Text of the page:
But then when I started thinking about it, I realised that that was a very odd thing to be ashamed of.
This ambition, built in part on the jealousy that I feel when I see others doing better than me, is the thing that gets me up, it’s the fire in my belly, it’s a hunger and an excitement and something that I hope will lead to a life filled with happiness.
I should be very proud of my ambition.
And by definition, I should take pride in the things that got me there too, namely my jealousy. I need to own my jealousy.
It is a catalyst for productivity. When used right, when properly addressed, when channeled correctly, jealousy is brilliant.
Of course there is another side to it, the side that causes bullying in the playground, tension in the workplace, discomfort round the dinner table. The side that lead me to spend my teenage years feeling like I had a body that wasn’t good enough, that my parents weren’t as cool as everyone else’s, that I wasn’t as pretty as my friends. The side that surmounted to a depressing lack of self confidence and pride in myself. That side isn’t good.
But to an extent, that might just come down to what I was doing with it.
I didn’t know then that jealousy for jealousy’s sake was a waste of my time, I didn’t realise that feeling this emotion and choosing to channel it into feelings of resentment was not the only option. I wasn’t processing it, I wasn’t really thinking about why it was there, I was doing my best to ignore it. And that was never going to work. Jealousy is a very normal human emotion and you will always feel it for a reason.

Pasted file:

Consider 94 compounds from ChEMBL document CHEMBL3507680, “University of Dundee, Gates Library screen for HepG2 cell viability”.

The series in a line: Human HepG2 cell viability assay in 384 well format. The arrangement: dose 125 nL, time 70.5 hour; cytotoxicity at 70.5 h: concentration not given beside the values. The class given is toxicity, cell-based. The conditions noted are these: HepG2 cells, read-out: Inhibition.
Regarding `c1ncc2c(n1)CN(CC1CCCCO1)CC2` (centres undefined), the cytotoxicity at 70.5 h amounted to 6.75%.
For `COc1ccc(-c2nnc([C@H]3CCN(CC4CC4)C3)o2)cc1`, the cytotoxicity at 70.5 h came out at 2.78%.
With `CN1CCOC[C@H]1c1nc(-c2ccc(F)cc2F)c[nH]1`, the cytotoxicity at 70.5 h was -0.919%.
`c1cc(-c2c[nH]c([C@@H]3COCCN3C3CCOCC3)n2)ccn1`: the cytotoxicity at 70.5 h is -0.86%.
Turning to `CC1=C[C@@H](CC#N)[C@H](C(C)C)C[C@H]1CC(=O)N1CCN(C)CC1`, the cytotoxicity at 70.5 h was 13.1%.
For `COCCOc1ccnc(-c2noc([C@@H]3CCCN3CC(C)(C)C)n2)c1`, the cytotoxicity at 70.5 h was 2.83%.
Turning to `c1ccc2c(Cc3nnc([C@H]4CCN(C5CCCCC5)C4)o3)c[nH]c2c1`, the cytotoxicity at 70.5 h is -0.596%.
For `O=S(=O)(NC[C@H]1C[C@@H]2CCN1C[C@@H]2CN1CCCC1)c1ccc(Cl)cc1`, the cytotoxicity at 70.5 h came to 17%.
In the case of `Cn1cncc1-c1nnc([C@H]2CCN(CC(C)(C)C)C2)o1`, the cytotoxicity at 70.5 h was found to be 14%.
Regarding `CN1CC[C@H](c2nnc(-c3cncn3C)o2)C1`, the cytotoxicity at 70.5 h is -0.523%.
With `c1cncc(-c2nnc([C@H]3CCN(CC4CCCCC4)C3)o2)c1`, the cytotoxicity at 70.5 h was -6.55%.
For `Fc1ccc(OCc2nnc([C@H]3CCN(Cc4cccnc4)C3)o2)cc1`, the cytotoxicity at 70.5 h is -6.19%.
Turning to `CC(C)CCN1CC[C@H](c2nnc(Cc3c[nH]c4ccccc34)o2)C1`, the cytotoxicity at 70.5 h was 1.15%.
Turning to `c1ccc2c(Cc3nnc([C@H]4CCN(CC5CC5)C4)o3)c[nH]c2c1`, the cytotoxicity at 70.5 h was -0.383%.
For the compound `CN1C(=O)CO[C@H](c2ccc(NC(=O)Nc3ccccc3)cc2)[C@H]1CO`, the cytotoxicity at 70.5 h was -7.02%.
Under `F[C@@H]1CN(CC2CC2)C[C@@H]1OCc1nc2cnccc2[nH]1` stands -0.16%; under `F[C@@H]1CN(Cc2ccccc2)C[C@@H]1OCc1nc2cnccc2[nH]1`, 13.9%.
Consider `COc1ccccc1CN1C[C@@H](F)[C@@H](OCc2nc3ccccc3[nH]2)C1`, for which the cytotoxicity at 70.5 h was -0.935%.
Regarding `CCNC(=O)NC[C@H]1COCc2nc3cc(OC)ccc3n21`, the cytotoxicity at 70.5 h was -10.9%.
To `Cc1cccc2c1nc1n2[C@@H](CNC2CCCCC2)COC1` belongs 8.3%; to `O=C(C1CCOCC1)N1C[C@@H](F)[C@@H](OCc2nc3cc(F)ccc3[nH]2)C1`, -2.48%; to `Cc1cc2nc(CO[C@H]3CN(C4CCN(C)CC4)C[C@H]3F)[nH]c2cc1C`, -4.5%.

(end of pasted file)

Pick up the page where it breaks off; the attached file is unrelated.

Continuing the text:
It needs to be remembered, it needs to be taught, that you can be happy for someone AND be very jealous of them. Jealousy doesn’t always need to be an exclusively negative emotion, it doesn’t need to be an either-or situation. Very often the way you feel about someone else has absolutely nothing to do with them and everything to do with you,
For a long time I did nothing other than allow jealousy to become a ball of tension in my stomach, a ball that sapped the love that I should feel for myself and the love that I should feel for other people straight out of me.
It was exclusively negative when I was younger, and it was bad for business. I projected MY shortcomings, or my perceived shortcomings onto other people and I punished myself in the process.
The minute I realised that channeling it and harnessing it and manipulating it into inspiration was an option, was the minute I got off my arse and did something about the fact that everyone was doing the things that I wanted to be doing, but wasn’t.
Used right, jealousy can be the most powerful tool in your arsenal, but first, you’ve got to see it, you’ve got to process it, you’ve got to own it.